RHS Hallway Etiquette is a Problem That Needs to Be Fixed

By using these simple yet practical tips, the days of jammed hallways can be far behind us.


Photo Ariana Smith

A Canva graphic depicting students walking in a school hallway.

Ariana Smith, Staff Writer

The hallways at RHS are gradually turning into a major headache as more students enroll each year, with the construction certainly not making matters any better. From one passing period to the next, each with its own hectic seven-minute rush hour, as students hope to avoid getting caught up in a tardy lockout. When students push past one another, walk excessively slowly or stop in the middle of the hallways to chat with friends, it poses the question of where students’ sense of decency and common sense have gone these days.

After years of schooling, one would expect that students would know how to walk and act appropriately in the hallways, yet many do not. However, there are a few basic hallway etiquette rules that can be done to make the headache-inducing hall traffic stop or at least improve:

  1. Avoid walking too slowly, especially if the bell approaches. Keep up a good pace! Those who are behind you have classes to get to.
  2. Avoid abruptly stopping in the middle of the hallway while walking. Keep moving! However, if you must change direction, do it carefully and proceed to the other side rather than simply turning around.
  3. Keep right, just like the rules of the road. There needs to be some sort of traffic control as there are many students moving through crowded hallways. If students could also do this when utilizing the stairs, that would be great.
  4. Use the door on the right not the left door to avoid creating a small traffic jam. Another student may seek to enter or exit at any time, even after the door has just been opened with noticeable space to squeeze through. Do not be lazy and use the correct door to maintain the flow of the crowd.
  5. Avoid shoving or pushing as it is unnecessary, especially when there is a crowd of people in front of you. This is incredibly disrespectful and will not get you anywhere faster; if it was an accident, say a simple “I’m sorry” and continue on about your day.
  6. Avoid stopping and conversing with the opposite side of the hall. Due to the congestion this causes, people are forced to move in all directions on both sides of the hallway. Texting is always a great option as it allows for conversation while saving the students’ time who would otherwise waste it twisting around to avoid you.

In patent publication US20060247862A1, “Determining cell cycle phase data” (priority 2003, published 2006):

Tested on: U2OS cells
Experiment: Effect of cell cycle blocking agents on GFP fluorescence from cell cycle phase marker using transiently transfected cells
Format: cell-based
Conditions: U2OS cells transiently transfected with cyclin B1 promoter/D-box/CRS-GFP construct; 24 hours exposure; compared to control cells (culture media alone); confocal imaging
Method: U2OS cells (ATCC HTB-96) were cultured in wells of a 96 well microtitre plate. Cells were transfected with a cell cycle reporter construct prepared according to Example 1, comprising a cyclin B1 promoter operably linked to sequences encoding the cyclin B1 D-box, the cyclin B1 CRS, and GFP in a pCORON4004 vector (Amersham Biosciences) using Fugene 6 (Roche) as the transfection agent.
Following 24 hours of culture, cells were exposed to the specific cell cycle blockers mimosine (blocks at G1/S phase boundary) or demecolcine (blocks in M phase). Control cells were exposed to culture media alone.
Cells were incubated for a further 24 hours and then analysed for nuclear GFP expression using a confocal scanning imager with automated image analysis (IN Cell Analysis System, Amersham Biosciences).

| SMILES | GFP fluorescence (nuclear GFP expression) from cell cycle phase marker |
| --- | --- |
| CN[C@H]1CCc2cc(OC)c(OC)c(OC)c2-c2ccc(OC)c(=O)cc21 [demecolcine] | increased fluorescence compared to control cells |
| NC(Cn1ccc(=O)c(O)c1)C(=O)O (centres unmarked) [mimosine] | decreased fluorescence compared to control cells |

7. Passing periods are not a gym class, so refrain from running down the hallways. I’m not sure if students believe that sprinting will keep them out of the busy hallway traffic, but by doing so, they are part of the problem. Many students arrive at their destinations on time without running. Running down the hall is not only reckless, but it is also immature.
  8. Avoid playing loud music from a speaker because rest assured nobody wants to hear trashy music coming from inside a random backpack. Please wear earplugs; they were designed for a purpose, and it is human decency to avoid subjecting others to unwanted music.
  9. Avoid yelling and screaming in the hallway as it is obnoxious and immature. Not once have I laughed at something someone has yelled, despite the fact that I laugh easily. Most likely, at the end of the day, many students just want to leave school and avoid hearing random profanities shouted across the hallway.
  10. Be mindful of PDA because quite frankly nobody wants to see that. Couples, I love that you’re in love, but holding hands with six feet of space in between each other is annoying, nobody can get between you. I don’t have anything against PDA; a quick kiss or a small side hug while walking is fine, but don’t prevent students from getting to class because of it.

We can all strive to do our part, but I know that when one student doesn’t abide by these unspoken norms, everyone else will start to stray from them too. However, students should find these hallway etiquette guidelines useful as they remember to be considerate, not to block others, and to keep the flow of hall traffic as smooth as possible.